Residents will vote July 14 on whether to take ownership of a park with beachfront on the Penboscot Bay, approve a $2.1 million town budget for 2020-21 and sell the Lincolnville Improvement Association Building.

They will also elect Selectmen and School Board members, and choose a candidate in the Democratic primary to run for State Senator Erin Herbig's seat in District 11.

Voting by absentee ballot has been encouraged by local and state officials. These ballots are not tallied until the polls close on July 14. The polling place at the Lincolnville Central School is also open for voting from 8 a.m. to 8 p.m.

Selectmen, school board, state senate seats

Incumbent Selectman Josh Gerritsen is running for reelection. David Michael (Mike) Ray is running for an open term, previously held by Jon Fishman, who is not pursuing reelection.

Tracee O'Brien and John Williams are running for two three-year seats on the Lincolnville Central School Committee. These seats are currently held by Rebecca Stephens and Briar Lyons.

The three candidates running in the State Democratic primary for the District 11 Senate seat formerly held by Erin Herbig are Chip Curry, Charlie Pattavina and Robyn Stanicki.

Lincolnville Improvement Association Building

Voters will decide on selling the Lincolnville Improvement Association building, which is owned by the town and leased to the Association. The Board of Selectmen made the decision to sell the 128-year-old building, following an in-depth evaluation of the building that turned up repair and renovation costs and associated administrative costs and fees ranging around $700,000.

Selectmen first offered the building for sale to the Association and the Lincolnville Historical Society for $1, with the provision that the buyer would have to ensure that the building was "made structurally sufficient within one year of the vote of approval of the transfer." Both organizations declined the offer, stating they do not have the funds for the repairs and are not capable of doing the work themselves.

Engineers determined there is insufficient support for the building's second floor, and recommended no more than a handful of people use the second floor at any given time.The building needs a new roof, a poured foundation, adequate structural support for the second floor, new windows, siding and furnace, and an accessible entrance and bathroom. The assessment was done according to safety and accessibility standards to which the town would need to adhere.

Park property land swap

Voters will be asked to decide on acquiring the park property from Coastal Mountains Land Trust, through a land swap. They will also vote on using $13,700 from the town's unassigned fund for maintenance and operation of the park through 2021.

The 4.34-acre park property is located near the Northport-Lincolnville town line. It will remain under a conservation easement, and cannot be developed or subdivided. It contains two swing sets, three roofed picnic table shelters with stone barbecue fireplaces, volleyball nets, horseshoe pits, seasonal water spigots, a roofed toilet facility and septic system and a paved parking lot. In April, Land Trust representatives said they believe the best use of the 4.34 acres is not to let it return to its natural state, but to remain a park, and that the town of Lincolnville is best suited to oversee it.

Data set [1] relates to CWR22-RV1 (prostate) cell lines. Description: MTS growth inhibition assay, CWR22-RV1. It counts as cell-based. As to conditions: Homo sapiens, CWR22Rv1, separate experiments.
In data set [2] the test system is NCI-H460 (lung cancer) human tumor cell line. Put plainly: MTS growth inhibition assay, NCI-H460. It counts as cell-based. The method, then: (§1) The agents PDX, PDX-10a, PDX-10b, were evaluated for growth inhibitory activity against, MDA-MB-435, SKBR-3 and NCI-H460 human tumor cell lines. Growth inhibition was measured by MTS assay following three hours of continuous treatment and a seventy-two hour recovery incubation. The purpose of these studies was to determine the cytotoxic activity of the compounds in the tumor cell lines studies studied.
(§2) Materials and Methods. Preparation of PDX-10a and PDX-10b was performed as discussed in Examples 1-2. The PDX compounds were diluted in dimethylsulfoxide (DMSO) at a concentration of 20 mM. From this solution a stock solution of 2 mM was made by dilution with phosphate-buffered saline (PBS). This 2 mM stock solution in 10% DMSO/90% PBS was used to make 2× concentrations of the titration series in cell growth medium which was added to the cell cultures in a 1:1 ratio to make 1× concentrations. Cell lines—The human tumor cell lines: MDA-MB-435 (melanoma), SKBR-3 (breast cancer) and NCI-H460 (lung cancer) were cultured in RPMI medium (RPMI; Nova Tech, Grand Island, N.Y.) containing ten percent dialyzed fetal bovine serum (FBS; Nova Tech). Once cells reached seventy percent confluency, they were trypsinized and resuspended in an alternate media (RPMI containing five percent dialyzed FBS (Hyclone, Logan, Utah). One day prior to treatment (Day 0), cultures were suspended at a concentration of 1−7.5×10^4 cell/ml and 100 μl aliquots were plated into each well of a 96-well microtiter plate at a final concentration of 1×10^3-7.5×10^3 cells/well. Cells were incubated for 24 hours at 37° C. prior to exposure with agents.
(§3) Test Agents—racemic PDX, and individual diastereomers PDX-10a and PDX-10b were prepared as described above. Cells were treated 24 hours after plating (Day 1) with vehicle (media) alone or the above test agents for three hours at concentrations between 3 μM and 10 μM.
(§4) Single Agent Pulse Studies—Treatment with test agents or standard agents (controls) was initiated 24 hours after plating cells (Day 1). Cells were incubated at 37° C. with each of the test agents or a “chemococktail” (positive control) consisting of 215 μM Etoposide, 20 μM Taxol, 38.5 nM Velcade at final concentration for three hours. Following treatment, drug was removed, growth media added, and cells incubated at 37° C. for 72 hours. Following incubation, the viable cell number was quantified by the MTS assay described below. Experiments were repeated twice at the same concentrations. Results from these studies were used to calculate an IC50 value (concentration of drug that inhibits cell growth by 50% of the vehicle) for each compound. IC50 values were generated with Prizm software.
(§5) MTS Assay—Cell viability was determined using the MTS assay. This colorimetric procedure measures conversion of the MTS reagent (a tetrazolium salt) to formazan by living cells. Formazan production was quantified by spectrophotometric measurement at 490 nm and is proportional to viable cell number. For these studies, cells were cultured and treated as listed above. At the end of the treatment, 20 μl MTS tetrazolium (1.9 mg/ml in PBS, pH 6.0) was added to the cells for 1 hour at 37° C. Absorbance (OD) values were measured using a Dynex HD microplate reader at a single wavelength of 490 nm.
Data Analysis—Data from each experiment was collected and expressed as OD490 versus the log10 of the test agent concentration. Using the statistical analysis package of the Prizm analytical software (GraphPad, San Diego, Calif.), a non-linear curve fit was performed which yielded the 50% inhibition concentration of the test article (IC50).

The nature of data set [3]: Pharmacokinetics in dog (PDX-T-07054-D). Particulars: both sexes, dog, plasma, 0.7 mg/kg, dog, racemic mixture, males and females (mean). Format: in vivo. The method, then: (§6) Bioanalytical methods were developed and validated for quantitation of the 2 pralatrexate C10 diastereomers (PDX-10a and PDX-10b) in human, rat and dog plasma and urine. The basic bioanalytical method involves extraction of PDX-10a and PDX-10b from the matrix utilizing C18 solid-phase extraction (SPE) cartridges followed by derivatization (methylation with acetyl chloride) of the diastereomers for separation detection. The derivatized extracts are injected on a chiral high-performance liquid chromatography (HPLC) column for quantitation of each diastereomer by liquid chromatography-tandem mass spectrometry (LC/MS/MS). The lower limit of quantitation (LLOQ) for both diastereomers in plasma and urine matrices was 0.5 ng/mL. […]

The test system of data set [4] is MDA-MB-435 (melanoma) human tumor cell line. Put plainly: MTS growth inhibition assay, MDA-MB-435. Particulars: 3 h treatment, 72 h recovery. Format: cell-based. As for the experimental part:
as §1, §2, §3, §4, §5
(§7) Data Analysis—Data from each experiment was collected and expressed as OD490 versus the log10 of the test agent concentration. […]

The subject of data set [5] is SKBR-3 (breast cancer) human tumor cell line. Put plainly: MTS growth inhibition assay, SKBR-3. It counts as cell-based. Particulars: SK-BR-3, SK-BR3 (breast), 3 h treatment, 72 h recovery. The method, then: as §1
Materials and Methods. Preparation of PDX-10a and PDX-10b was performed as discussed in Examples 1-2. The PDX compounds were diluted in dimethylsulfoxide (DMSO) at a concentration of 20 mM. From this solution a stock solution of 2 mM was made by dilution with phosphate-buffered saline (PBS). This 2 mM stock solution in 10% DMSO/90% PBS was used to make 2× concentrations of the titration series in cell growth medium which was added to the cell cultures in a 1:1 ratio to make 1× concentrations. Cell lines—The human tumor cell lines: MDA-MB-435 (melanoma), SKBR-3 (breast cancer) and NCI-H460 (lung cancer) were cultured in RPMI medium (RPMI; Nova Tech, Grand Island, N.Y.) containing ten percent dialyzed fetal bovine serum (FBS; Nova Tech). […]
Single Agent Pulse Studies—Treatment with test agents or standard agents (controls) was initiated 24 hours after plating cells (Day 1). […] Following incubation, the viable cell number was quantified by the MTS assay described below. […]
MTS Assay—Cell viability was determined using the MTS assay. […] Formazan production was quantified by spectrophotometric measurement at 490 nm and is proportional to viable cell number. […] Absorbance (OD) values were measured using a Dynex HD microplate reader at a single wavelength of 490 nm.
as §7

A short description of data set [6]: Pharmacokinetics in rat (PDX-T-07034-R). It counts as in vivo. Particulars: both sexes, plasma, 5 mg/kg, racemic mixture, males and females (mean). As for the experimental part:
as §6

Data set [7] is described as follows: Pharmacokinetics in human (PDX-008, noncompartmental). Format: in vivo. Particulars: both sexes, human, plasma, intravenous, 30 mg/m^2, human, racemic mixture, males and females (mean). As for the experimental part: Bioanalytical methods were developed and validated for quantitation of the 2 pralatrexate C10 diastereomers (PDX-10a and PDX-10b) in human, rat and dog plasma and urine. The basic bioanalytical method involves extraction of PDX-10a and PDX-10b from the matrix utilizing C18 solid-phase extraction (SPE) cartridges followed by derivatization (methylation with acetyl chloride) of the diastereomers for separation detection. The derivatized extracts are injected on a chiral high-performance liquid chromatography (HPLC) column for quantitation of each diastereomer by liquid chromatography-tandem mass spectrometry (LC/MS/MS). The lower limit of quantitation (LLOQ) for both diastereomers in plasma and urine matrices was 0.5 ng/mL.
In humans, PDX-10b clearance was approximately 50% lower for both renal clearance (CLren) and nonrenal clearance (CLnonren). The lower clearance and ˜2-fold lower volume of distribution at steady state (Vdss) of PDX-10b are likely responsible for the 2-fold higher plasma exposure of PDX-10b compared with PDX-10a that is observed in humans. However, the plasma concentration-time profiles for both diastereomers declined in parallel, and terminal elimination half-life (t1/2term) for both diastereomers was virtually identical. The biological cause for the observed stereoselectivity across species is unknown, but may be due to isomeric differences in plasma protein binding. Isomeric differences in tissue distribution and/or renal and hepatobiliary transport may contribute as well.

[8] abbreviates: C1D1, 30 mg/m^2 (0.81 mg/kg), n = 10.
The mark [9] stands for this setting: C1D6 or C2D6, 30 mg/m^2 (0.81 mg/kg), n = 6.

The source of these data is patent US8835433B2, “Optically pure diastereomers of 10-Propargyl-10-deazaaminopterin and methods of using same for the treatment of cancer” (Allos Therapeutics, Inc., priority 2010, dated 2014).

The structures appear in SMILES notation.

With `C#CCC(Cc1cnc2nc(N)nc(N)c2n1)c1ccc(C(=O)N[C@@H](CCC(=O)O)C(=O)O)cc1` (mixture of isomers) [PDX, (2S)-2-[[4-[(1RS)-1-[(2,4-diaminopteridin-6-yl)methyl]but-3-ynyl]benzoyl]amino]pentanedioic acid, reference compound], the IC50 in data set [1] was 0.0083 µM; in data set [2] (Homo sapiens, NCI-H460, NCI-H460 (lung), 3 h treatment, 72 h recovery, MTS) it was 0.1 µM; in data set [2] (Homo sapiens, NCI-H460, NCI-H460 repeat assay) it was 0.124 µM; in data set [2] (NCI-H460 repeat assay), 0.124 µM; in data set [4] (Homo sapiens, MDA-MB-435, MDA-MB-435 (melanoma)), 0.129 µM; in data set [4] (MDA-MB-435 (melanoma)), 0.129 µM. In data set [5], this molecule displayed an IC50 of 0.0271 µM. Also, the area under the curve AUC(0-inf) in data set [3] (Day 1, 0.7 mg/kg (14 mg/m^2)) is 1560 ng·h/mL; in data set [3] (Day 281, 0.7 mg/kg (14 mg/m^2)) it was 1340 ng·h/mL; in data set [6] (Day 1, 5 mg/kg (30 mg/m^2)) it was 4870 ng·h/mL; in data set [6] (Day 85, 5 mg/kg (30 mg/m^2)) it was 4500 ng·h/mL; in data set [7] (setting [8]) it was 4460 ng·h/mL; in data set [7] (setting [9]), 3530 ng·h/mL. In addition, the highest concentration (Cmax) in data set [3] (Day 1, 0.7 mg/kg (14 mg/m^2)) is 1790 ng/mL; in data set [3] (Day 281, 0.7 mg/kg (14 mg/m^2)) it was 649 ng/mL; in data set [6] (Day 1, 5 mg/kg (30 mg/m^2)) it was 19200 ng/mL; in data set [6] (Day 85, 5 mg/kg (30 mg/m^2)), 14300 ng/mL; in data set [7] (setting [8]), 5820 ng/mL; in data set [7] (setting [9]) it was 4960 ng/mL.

In exchange for the park parcel, the Land Trust is asking the town of Lincolnville to swap a town-owned piece of land along the river of approximately 68.8 acres. The Land Trust has a long history of conserving acreage along the Ducktrap River, in order to protect the river-corridor and habitat for a species of Atlantic Salmon. The acreage is almost entirely surrounded by conserved land, according to the Land Trust, which will continue to allow public recreational access there.

The Board of Selectmen and Budget Committee recommend the land-swap and budget for maintenance and operation of the park property.

There are two opportunities for residents to view the park prior to the July 14 vote, with town officials and Land Trust members on hand, July 9 from 4 to 7 p.m. and July 11 from 9 a.m. to noon.

Municipal budget

Voters will decide on expenses totaling $2,146,092 for the 2020-21 municipal budget.
Selectmen and Budget Committee recommend the use of $1,244,300 in non-property tax revenues and unassigned fund balance to lower the amount to be raised by property taxes. After revenues are subtracted from expenses, the net amount to be raised in property tax, totals $901,792. This is a 9% decrease from the previous year (991,052).

During a June 22 public hearing on the town warrant articles, Board of Selectmen Chairman Ladleah Dunn said that prior to approving the budget, selectmen went back and reviewed the entire budget, resulting in a reduction of $89,260 from the previous fiscal years.

Lincolnville Central School budget

Voters will be asked to approve school operating expenditures for the 2020-21 school year totaling $3,629,586, a decrease of $118,534.00, or 3.16% from the prior year, according to Principal Paul Russo.

The amount to be raised  in local property tax totals $3,304,575, an increase of $101,310.00 from the prior year. While expenditures were decreased 3.16%, budget dramatically, the cost to local taxpayer will increase due to a significant decrease in state funding.